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Discussion Starter · #1 ·
So in my never-ending quest for audio nirvana, I'm slowly-but-surely replacing the Bose audio system in my Gen 2 2016 LT (I only got Bose since it's what the dealer had on order) with something much higher end.

I need to figure out what size the tweeters are, as well as the size of the midrange in the center of the dash.

If anyone can help me out here, I'd really appreciate it!

Here's what I know so far...

Doors: Stock speakers are 6.5" paper drivers (most likely the same as gen 1) with the same brackets as Gen1
Rear Doors: Same as front doors. Drivers have a different look to the dust cap, with plastic instead of paper, which is likely a whizzer to reproduce some highs. This seems to have almost no effect on the high frequency output, with no discernable HF output

Tweeters: Haven't been able to pop open the dash to look at these babies, but they don't sound great. Definitely harsh, with a high 3rd harmonic component. Will be replacing these as soon as humanly possible.

Midrange: Also haven't been able to look at this, most likely a 2-3" driver. Will be replacing this as well.

Subwoofer: Is an 8" paper driver housed in a fairly resonant plastic enclosure. I already put a lot of mass-loaded vinyl in there, and some studio foam to dampen the resonances. Worked WONDERS, but will be replacing the sub soon. Most likely with a Dayton Reference series, as it seems like the enclosure will have the proper loading for that driver.

I'll be replacing the Bose Amp, wiring to/from the Head Unit, and the wiring to the doors, speakers, tweeters, and midrange with some nice 14/2 that'll handle a LOT more current than the 18AWG (maybe even 20AWG?) that's currently there.

I'll be running everything through an 8-channel audio interface connected to an Intel NUC which will process the audio with DSP/FIR filters/Convolution to correct the frequency response, timing/amplitude, and impulse response.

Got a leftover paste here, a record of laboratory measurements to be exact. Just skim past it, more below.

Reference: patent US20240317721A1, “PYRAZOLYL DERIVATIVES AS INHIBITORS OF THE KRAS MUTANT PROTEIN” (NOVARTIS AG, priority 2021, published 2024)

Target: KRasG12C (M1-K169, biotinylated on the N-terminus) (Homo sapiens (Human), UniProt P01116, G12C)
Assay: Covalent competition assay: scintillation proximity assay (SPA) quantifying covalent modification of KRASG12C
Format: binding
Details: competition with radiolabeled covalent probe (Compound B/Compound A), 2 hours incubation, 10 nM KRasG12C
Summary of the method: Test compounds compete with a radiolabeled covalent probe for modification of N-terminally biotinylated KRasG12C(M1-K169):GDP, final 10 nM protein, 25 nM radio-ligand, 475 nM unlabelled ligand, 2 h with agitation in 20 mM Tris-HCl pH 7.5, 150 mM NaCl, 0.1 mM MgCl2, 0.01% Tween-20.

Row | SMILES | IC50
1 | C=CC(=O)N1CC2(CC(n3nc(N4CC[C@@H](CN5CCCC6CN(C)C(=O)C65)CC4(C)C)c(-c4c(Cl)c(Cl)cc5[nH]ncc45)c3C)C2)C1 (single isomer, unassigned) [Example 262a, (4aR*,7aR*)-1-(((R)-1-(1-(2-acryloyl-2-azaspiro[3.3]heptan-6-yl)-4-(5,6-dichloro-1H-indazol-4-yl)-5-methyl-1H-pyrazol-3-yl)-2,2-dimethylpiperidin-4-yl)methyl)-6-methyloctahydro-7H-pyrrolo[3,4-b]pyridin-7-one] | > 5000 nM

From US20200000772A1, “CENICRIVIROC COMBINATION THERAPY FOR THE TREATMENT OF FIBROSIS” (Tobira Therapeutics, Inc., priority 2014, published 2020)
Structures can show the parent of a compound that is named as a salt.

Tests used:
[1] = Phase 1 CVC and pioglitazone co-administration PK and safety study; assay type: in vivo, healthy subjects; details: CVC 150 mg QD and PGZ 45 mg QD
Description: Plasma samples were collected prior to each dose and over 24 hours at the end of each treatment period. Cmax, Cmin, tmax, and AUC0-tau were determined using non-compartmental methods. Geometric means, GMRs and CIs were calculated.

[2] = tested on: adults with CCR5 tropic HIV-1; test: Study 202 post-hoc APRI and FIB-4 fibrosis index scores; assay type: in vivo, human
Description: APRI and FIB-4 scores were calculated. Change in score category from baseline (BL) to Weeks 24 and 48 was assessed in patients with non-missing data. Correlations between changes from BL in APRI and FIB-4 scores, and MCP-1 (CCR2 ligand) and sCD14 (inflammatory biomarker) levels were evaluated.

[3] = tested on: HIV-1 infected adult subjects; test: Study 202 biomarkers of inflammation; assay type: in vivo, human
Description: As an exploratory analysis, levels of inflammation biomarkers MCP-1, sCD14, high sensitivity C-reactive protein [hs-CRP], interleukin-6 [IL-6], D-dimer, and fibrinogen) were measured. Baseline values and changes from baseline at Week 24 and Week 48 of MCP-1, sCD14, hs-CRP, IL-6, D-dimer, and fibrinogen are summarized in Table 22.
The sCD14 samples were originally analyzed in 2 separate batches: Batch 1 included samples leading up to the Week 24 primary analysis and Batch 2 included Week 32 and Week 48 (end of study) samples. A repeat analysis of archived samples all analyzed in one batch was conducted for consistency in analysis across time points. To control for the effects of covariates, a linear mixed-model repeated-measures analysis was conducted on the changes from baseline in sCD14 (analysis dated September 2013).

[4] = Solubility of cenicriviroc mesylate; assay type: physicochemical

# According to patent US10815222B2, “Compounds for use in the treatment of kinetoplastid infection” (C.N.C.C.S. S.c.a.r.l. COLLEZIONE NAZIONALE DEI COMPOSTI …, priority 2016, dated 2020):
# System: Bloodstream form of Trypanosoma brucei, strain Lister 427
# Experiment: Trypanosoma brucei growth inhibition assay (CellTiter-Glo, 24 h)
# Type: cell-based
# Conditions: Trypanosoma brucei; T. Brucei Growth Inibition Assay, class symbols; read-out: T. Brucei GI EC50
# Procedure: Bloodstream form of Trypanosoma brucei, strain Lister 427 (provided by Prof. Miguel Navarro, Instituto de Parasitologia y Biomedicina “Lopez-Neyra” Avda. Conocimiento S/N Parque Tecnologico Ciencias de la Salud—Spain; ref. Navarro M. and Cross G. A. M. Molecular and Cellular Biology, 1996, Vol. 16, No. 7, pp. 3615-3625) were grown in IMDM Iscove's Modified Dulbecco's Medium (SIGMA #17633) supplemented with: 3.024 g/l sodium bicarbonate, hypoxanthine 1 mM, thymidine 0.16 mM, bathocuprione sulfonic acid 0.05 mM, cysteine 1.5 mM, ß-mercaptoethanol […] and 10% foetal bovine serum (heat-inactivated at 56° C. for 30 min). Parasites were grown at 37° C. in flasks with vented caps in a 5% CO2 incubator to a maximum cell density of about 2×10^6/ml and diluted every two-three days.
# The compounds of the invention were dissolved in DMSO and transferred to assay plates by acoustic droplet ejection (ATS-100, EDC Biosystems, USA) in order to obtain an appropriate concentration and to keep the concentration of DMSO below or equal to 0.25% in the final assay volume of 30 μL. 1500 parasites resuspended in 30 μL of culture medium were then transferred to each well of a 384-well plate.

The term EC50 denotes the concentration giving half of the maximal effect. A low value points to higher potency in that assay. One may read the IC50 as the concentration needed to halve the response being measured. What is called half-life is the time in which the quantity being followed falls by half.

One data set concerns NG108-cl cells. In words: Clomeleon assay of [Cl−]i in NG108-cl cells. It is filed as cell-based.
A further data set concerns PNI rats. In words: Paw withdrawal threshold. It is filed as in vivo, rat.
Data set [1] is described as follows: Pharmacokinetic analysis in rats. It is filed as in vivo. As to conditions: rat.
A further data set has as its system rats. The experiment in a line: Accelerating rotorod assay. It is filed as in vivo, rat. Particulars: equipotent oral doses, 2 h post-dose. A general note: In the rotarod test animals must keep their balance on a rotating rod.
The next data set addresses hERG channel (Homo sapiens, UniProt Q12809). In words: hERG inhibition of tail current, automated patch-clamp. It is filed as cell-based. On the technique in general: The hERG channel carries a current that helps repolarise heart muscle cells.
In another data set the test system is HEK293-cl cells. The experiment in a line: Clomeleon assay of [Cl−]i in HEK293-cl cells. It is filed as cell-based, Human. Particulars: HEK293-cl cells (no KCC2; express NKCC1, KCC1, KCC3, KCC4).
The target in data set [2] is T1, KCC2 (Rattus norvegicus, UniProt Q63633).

Also, pleasant surprise: the mylink radio supports WAV files up to 24bit/192khz!!! this is a welcome improvement!
If only they had FLAC support. Oh well...

Just wanted to share this info since I haven't been able to find any yet, maybe it'll help.
 

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This is interesting info. Do you have any pictures of the drivers? Does the factory amp individually power each driver? I know bose tends to shy away from crossovers, choosing to have individual channels and DSP-based crossovers prior to the amp. Is the sub vented, sealed, or some other method (waveguide , bandpass etc)?
 

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For my crude ears, the Bose setup is OK, but your subwoofer housing improvement sounds like something even I could hear. Assuming I know nothing, how do I access the subwoofer location? What is mass-loaded vinyl? Will the usual fiberglass mat be good enough? Is the housing rigid enough? Thanks.
p.s. take pictures as you progress and compile a final write-up if you could.
 

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Bose car systems typically have a separate amp per speaker driver. They have always used electronic EQ, not necessarily DSP, to tweak the drivers and in the particular car they are installed in. No traditional passive crossover networks or filtering. I haven't taken mine apart yet. But as a (mostly) recovered audiophile, am always interested in such things.

The subwoofer is a bit boomy, but easy to tame with the bass control.

Paper cones are used in some very high end speaker systems. So don't discount them out of hand.

The whizzers in the rear seat drivers would make sense, since there are no separate tweeters. Common on wide-range drivers. They actually do help HF a bit, though you might need instruments to measure it. If you look carefully, there is probably some compliance to decouple the whizzer from the surrounding large cone.

Any idea how much depth you get to play with on the 6.5" drivers?